Aramco Sees Nearly Enough Early Orders to Pull Off IPO

Daniel Fowler
November 22, 2019

Aramco is also courting investors in China and Russian Federation. They've been negotiating commitments from the billionaire Olayan family, who own a major stake in Credit Suisse Group, and Saudi Prince Alwaleed Bin Talal, Bloomberg News reported earlier this month.

The army of banks working on Saudi Aramco's listing will earn combined fees of US$90 million (RM374 million) or less, according to three sources involved in the process, after the oil giant scaled back a deal initially viewed as a golden opportunity for high finance.

Saudi Arabia is doubling the leverage limits for loans that banks will extend to domestic retail investors who want to buy shares in the Kingdom's oil giant Aramco in what would be the world's largest initial public offering (IPO) ever.

"There's been very limited appetite from global investors", added Energy Aspects founding partner Amrita Sen via Foreign Policy.

Bankers had anticipated spending much of this week globetrotting with Aramco management round meetings with investors - a presentation had been scheduled for Wednesday at London's Savoy Hotel and on Thursday at the St Regis in NY according to invitations seen by Reuters.

So poor is the worldwide appetite for the deal, even at the lower valuation, Saudi Aramco decided at the last minute against marketing the IPO in the U.S., Canada and Japan - three markets traditionally seen as a must-go destination for any big Wall Street deal. And the company made a decision to focus on local investors.

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There are also concerns about the conflict between Saudi Arabia and Iran.

The price range for the 3 billion shares is about 30 Saudi riyals to 32 Saudi riyals - which is about $8-$8.50. And the IPO date is expected to be December 11.

While the new valuation means that Saudi Aramco will overtake Apple the world's biggest public company, the plans are a long way from Prince Mohammed's initial aims: a local and worldwide listing to raise as much as $100 billion for the kingdom's sovereign wealth fund. As such, the IPO is set to be dominated by regional investors, especially those looking to deepen ties with the kingdom.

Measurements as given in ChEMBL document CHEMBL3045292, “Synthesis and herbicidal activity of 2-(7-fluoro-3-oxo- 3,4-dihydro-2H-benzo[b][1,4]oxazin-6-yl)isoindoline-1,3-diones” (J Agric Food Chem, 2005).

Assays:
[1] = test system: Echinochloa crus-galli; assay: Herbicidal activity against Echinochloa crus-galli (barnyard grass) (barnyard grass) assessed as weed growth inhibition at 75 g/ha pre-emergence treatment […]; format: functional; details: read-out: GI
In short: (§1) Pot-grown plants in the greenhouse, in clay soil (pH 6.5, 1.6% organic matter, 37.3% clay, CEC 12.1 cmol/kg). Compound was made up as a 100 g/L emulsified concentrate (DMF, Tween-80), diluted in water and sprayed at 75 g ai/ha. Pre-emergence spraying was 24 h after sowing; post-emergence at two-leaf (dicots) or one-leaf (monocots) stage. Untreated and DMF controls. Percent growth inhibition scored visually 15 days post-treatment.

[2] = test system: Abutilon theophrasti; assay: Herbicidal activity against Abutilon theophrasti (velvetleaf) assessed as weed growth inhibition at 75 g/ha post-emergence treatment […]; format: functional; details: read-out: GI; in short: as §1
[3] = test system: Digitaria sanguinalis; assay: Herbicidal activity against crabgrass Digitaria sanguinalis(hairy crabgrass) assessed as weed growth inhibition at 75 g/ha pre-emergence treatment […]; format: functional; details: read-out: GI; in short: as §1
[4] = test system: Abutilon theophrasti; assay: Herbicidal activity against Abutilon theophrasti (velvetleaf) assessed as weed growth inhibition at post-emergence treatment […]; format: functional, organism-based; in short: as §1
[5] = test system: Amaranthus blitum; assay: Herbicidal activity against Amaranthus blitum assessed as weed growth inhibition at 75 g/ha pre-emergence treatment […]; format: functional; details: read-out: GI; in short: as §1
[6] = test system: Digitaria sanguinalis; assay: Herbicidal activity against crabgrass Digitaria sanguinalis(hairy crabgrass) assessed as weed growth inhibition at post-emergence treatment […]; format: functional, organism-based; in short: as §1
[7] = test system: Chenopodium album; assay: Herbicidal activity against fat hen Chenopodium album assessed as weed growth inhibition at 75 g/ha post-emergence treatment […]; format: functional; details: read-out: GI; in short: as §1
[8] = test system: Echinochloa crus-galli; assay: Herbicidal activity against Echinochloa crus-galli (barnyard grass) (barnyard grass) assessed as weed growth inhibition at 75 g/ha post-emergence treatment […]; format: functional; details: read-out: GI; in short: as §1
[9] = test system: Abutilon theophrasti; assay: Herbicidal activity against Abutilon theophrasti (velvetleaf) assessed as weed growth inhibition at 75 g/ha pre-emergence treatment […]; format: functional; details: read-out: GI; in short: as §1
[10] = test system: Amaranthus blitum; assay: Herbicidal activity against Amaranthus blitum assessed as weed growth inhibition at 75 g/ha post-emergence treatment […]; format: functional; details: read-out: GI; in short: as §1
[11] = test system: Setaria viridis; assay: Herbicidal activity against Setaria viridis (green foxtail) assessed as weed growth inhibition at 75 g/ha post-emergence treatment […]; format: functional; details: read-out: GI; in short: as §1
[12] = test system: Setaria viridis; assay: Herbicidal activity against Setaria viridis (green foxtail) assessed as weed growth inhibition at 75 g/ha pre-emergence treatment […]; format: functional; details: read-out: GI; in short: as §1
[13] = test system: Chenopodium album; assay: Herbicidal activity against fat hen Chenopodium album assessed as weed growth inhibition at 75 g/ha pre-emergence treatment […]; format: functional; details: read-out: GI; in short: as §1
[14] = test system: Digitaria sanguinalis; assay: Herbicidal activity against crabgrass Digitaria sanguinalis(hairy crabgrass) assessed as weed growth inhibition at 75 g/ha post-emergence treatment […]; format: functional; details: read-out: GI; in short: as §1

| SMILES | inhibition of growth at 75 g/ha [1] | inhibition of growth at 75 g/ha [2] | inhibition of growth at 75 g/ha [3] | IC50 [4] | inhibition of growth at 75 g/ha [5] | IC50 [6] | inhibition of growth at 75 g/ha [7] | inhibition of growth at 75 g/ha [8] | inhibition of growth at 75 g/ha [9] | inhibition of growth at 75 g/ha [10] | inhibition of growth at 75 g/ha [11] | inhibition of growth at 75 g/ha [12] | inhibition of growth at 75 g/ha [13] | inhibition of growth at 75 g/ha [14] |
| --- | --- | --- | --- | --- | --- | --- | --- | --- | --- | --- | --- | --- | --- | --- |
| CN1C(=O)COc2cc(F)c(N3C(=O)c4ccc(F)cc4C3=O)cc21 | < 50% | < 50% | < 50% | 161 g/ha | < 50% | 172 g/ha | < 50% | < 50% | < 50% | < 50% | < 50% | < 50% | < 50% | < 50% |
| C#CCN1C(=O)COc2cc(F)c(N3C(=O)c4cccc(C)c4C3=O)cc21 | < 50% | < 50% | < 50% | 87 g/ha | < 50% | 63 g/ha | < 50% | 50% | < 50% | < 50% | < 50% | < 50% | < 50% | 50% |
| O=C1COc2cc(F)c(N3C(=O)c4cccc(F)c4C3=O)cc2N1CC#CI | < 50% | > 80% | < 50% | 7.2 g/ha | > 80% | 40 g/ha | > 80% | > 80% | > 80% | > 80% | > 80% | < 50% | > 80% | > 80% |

The first thing to note is that the company has committed to paying an annual dividend of at least $75 billion for the next five years. Back then, Saudi officials were floating around a valuation of $10 trillion. This brings the overall evaluation of the company to about $1.6 trillion, which is bigger than the Canadian economy. The crown prince has been pushing for reduced dependence on oil as part of his Vision 2030 program.

"Aramco will have a sizable weight of almost 10% in the Saudi local market index based the current price range and stake, and Saudi Arabia's weight in the MSCI Emerging Markets index will also increase as a result", said Cefaratti.

At a valuation of well over $1 trillion, Aramco will surpass Apple as the world's biggest public company. Aramco Chief Executive Officer Amin Nasser presented the final phase of the IPO for hundreds of local fund managers in Riyadh this past weekend. The Public Investment Fund is known for making aggressive risks like putting $45 billion into the SoftBank Vision Fund. Instead of the planned approach to American investors, using what lawyers and bankers know as the 144A rule of the U.S. Securities Act, Aramco decided on Sunday the tepid interest meant it wasn't worth the trouble.

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